Tayler Rock, 22, was not killed by a Cowley County Sheriff Deputy because he made a mistake, or because he was in the wrong place at the wrong time. Rock was specifically targeted and murdered as part of a larger conspiracy involving the deputy, and two women whom Tayler was in child custody battles with, according to the lawsuit filed on behalf of his family.
To understand how and why Tayler Rock came to be on an isolated road, being shot to death by Deputy Steven Deill on May 31, 2014, it is important to first understand the relationships between Rock, Ana Bedolla, Shea Casurole, and Deputy Deill.
Ana Bedolla, at the time of Rock’s death, was a corrections officer with the Cowley County Jail, and is the mother of A. Rock, who is believed to be Tayler Rock’s daughter. Bedolla and Rock had a relationship which had deteriorated prior to A.’s birth. As a result, Bedolla refused to let Tayler see the toddler.
Shortly before Rock’s death, Bedolla was in need of a babysitter, and decided to allow Tayler to watch A. This was the first time Rock had A., and he told Bedolla that he would not return her to Bedolla until after an upcoming court date, which, according to Bedolla’s attorney, was legal.
In the days before Rock was killed, Bedolla, in the heat of an argument, threatened to have a Cowley County Sheriff’s Deputy kill Tayler. Tayler repeatedly told his friends that he was being harassed by local law enforcement, and that he felt the harassment was related to his relationship with Officer Bedolla.
Cowley County terminated Bedolla’s employment one week after Rock’s death. She is believed to have moved out of the state.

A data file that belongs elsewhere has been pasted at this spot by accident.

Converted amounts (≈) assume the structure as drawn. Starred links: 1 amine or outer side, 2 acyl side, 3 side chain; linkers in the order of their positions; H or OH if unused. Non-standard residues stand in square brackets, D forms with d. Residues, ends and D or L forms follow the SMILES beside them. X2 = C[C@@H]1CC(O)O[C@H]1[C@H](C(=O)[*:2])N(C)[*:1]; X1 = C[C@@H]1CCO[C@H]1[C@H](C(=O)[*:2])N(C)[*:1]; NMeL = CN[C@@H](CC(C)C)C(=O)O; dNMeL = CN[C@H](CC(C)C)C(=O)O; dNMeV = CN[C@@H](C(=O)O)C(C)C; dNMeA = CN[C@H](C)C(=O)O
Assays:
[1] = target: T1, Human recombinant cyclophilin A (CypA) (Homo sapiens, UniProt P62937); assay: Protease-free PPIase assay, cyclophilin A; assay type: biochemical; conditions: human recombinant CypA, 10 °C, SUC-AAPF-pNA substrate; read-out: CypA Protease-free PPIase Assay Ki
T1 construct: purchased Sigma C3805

Deputy Steven Deill
Prior to his death, Tayler told friends that Bedolla had stated that she was having a sexual relationship with Deill, who at that time was a Cowley County Sheriff Deputy. Tayler’s family believes that Deill and Bedolla, acting together, accessed department records pertaining to Rock, as Bedolla was looking for information to aide in her custody battle, which was a violation of Rock’s privacy.
Tayler’s family has also stated that Deill harassed Rock on multiple occasions. After Rock’s death, Deill was placed on administrative leave, and has never returned to the department, and has reportedly moved out of the state of Kansas. This has not stopped Deill from threatening Rock’s mother with litigation over posts she has made on Facebook pertaining to the case.
Deill is known in Cowley County as “Dirty Deill” (pronounced “deal”).
Shea Casurole is the mother of S. Casurole, a child believed to be the eldest daughter of Tayler Rock. Despite his repeated requests, Casurole refused to allow Rock to see his daughter for nearly a year prior to his death. Out of the blue, on the day Rock was killed, Casurole called him to tell him that he could come and see his daughter in Coffeyville.
What Tayler did not know is that when he left Coffeyville to return to Arkansas City, Casurole called Bedolla to inform her that Rock was heading back to Arkansas City. Bedolla then called Deputy Deill who agreed to stop Rock on his way home, which he did, after following Tayler along the rural road (Hwy W-166) under the pretext of a child welfare check, and because Rock had a suspended license. She is believed to have moved out of the state.